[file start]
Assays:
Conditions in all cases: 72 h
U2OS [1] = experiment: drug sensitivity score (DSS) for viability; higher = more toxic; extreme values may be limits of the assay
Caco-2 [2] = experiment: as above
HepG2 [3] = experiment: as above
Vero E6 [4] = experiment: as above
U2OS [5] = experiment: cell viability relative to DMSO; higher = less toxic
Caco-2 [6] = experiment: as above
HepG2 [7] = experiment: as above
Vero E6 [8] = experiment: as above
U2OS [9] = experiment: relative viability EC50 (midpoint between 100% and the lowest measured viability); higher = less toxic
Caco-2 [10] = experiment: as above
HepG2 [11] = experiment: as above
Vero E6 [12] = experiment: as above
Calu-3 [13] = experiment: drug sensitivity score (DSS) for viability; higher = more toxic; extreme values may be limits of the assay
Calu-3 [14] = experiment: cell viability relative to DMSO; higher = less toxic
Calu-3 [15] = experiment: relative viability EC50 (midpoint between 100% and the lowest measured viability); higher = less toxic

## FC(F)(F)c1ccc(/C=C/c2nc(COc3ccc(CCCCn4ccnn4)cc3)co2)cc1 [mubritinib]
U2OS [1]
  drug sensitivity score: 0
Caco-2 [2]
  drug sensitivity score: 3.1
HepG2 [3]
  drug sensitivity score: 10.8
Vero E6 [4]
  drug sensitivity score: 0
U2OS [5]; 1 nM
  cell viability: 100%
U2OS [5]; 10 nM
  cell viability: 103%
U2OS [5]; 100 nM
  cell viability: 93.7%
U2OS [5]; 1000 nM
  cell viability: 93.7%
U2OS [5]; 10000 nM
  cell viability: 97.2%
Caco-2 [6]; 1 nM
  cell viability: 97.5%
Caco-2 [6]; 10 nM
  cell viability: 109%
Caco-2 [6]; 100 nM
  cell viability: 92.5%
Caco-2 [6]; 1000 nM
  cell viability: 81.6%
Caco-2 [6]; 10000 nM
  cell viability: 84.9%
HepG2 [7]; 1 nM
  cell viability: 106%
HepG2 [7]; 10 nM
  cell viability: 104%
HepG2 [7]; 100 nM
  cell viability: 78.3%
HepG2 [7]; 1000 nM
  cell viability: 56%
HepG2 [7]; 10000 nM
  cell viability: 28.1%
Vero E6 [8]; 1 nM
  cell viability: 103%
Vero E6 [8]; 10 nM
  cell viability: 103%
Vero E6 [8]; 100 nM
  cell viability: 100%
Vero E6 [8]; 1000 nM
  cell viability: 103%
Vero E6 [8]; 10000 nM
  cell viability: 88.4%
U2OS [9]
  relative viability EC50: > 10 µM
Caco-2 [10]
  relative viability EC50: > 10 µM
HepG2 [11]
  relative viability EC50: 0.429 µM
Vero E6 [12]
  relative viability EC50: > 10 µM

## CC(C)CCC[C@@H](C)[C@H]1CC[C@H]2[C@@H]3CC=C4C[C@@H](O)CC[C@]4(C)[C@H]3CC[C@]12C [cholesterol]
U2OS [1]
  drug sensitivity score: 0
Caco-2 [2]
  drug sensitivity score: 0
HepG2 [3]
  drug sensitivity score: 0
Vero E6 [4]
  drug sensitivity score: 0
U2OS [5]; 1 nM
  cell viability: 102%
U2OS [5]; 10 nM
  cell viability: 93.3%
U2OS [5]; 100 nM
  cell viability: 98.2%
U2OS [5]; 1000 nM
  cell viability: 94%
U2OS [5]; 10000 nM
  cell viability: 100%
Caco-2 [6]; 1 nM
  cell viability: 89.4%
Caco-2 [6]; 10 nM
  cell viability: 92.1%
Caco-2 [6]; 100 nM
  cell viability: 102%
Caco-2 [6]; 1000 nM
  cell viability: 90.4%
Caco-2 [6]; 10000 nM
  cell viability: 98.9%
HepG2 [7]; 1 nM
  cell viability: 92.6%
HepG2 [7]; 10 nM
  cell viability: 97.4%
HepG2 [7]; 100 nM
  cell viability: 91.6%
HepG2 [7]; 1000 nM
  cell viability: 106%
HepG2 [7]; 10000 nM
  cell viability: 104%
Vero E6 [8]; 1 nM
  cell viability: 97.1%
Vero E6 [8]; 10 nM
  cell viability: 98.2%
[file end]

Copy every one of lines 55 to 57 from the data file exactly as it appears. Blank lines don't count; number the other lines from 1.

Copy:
HepG2 [7]; 10000 nM
  cell viability: 28.1%
Vero E6 [8]; 1 nM